Learning to Handle Compliments

  • Sumo

Yes. Learning.

A pattern reared itself while I was working on my LexThink presentation: backdoor compliments, more commonly known as insults. Like being told you were added to the speaking roster because you are female. What, if anything, you had to say was irrelevant. There’s still a mix of emotion whenever I read that recounting. Distance has provided some perspective, and I can picture the decision tree: staff, no additional cost, no time spent wrangling. Those were the factors that mattered, not whether I had anything useful to say. Now, within the context of LexThink, two things stick out: I have something useful to say, and I don’t care if I end up speaking because I’m female.

In the end, it doesn’t matter if you’re male or female: if you suck, you suck. People will tell you, too.

I expected to be told I suck. My presentation is all a jumble in my head, and I swear I repeated only three words for the entire six minutes. Except I kept getting compliments. Compliments! Words other people hear often. Words that have positive meaning. Genuine praise. Genuine compliments.

I smiled and said “thank you,” waiting for that backdoor to swing open. It remained closed.

In my apartment that night, staring out at the city lights, I was exhilarated yet curious. The experience was, as seems to be a new pattern, the opposite of what I had been conditioned to expect. The concept of “The Fractured Self” surfaced, along with that phrase, “thank you,” so I went back to my Data Points notebook.

I found a note referencing an email I sent to the Contributors list of Small Firm Innovation in August. I had learned that the blog had been named to InfusionSoft’s Top 50 Small Business Blogs to Watch.

I had emailed the Contributors to express my gratitude for their involvement. Their contributions helped turn an unknown blog into an award-winning one within its first few months of launch, and now it was named a Top 50 Small Business Blog to Watch. They’re amazing people, and I wanted them to know.

Having internalized the complete lack of interest in the blog from the company, from my perspective I had done nothing. I merely performed the job duties associated with running a blog, just as anyone else would if they were in my position. Nothing special. Just reach out to people, talk to them a little a bit, give them some ideas until they latch onto one and then help refine before publishing.

Nothing special. I was simply executing my job duties to the best of my ability.

Some of you want to reach through the screen and strangle me. Understandable. Know the word myopic? That was me because the reflection I got at work every day was “nothing special” if not flat out useless. As also seems to be a theme, it took an email to shock my brain circuitry.

Jordan Furlong, an adviser to Small Firm Innovation, was the first to respond:

Gwynne, huge congratulations on the Top 50 placement for SFI! You gave the contributors all the credit, but failed to keep any for yourself — this blog wouldn’t be the success it is without your dedication and leadership. Kudos! All the best.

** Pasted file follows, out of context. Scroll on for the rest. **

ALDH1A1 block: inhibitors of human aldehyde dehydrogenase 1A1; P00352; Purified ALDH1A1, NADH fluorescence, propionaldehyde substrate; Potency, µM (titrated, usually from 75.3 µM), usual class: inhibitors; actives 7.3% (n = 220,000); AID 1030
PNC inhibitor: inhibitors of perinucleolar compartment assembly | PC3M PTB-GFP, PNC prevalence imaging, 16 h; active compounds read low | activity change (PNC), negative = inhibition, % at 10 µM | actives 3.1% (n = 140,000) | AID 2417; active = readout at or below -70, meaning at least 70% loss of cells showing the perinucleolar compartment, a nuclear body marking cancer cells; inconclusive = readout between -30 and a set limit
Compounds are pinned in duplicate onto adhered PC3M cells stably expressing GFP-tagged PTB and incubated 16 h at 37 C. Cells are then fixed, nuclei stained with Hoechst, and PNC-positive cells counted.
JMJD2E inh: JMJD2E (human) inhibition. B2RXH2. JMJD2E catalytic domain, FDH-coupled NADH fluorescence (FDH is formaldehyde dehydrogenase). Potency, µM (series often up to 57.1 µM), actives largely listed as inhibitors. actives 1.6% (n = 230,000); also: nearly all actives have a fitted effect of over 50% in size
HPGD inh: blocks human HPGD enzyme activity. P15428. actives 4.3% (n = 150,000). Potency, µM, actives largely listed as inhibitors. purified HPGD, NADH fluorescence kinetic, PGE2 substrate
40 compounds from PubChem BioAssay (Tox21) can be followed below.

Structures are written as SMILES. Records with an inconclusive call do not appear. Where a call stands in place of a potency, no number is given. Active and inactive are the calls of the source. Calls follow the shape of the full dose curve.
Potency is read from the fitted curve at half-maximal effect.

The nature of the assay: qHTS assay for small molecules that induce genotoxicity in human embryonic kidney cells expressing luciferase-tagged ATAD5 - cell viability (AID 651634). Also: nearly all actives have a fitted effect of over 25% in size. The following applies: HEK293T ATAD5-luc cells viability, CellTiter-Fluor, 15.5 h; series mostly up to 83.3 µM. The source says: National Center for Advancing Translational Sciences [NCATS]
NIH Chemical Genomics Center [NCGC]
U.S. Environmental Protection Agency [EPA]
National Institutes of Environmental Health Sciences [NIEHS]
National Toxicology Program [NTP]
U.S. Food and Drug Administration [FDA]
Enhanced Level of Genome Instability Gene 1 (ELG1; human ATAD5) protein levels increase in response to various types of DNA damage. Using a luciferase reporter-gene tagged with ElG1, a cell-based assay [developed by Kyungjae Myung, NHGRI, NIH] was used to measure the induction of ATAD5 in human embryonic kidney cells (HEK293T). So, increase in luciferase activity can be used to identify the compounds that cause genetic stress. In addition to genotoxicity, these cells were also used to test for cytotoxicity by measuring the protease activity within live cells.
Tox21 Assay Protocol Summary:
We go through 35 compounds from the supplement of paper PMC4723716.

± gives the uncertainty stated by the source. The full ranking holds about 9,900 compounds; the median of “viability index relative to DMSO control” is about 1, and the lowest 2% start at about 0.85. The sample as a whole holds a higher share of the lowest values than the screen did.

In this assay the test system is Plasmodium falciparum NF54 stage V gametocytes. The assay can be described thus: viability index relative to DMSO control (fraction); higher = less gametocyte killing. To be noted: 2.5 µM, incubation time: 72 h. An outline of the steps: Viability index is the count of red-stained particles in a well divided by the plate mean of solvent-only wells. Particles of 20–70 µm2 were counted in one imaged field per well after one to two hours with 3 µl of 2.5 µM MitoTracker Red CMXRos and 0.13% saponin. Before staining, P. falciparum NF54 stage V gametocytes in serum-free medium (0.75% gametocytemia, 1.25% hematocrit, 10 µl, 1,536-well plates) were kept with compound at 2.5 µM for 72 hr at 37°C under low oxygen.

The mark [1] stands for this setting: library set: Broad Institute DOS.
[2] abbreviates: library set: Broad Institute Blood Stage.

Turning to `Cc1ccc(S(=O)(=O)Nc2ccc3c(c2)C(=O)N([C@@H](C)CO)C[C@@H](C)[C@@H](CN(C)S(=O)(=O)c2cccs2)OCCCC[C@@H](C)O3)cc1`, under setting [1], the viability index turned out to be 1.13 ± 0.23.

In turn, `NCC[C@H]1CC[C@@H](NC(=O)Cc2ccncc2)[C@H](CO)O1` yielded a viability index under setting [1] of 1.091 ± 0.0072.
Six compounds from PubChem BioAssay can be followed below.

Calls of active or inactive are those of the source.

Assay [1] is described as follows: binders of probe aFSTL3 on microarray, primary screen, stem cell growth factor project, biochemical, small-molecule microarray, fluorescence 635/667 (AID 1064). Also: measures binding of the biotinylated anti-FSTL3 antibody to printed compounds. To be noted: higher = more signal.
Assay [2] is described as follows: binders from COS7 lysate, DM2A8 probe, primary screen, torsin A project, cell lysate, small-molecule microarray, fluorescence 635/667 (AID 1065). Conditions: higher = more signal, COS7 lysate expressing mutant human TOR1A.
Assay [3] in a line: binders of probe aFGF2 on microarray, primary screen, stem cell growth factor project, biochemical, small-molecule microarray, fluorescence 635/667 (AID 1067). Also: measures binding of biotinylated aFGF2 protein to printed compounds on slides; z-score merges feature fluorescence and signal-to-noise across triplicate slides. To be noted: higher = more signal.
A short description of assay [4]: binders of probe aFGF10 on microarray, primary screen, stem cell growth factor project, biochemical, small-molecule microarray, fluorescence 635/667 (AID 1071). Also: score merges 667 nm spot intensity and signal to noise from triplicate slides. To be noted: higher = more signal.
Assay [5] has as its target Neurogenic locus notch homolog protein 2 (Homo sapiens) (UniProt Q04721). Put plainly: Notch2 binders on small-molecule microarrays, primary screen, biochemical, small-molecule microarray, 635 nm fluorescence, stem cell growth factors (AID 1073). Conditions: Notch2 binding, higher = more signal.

I remember my breath catching in my throat, and that sensation of trying to breath while holding my breath at the same time.

Success. Dedication. Leadership.

I didn’t know what to do with those words. I didn’t understand how they applied to me until I factored in context: work. Those words were not used to describe me in the context of work. I wasn’t wanted at work. I was worthless at work.

Success. Dedication. Leadership.

Those words were reserved for everything outside of work, where happiness existed. Those words made sense outside of work. I understood them in the context of softball, Ultimate Frisbee, dodgeball and anything else outside of work. What am I supposed to do with these words, now that Jordan tasered my “hate-filled inner critic” and smashed through the worthless, useless sphere of work?

To this day I cannot remember if I ever responded. My inclination had been to send a sarcastic, dismissive response but I had recognized that as a pattern of dealing with passive-aggressiveness. Jordan was being direct. If he reads this, perhaps he’ll dig and see if he finds a response. I’m curious to know, and fill that Data Point gap.

While Jordan’s email provided space, and distance since an immediate response wasn’t necessary, LexThink did not. I’m not sure what I expected once I stepped off the stage, but probably something along the lines of a handshake or two before melting into the background and returning to invisible mode.

Ha. Ha. Funny.

The front door broke off its hinges from the flood of compliments. My brain circuitry overloaded, and all I could say was the safe and gracious thing:

Thank you.

Safe and gracious. I’m finding that to be a good way to learn to handle compliments. I’m also finding it to be a useful way to break the pattern of being dismissive and sarcastic. Gracious, by itself, is a useful way to break the pattern of dismissive and sarcastic. It changes my perception so that I can appreciate when Rick Klau of Google Ventures repeats points I made in my LexThink presentation. It serves to strengthen and validate my points, that if Google is paying attention to data to make decisions, perhaps you should, too. Data can be anything, not just searches, numbers or products.

Safe and gracious. New data points that will form new patterns. Though I still fear saying something dismissive and sarcastic after a compliment, I am learning that it takes practice and patience to establish new patterns.

Practice and patience. Safe and gracious. Points to establish new patterns.

4 thoughts

  1. Kudos to you, Gwynne, for your growing self-awareness. It’s not easy to recognize our own patterns, and sometimes even harder to change them once we do. Thanks for sharing.

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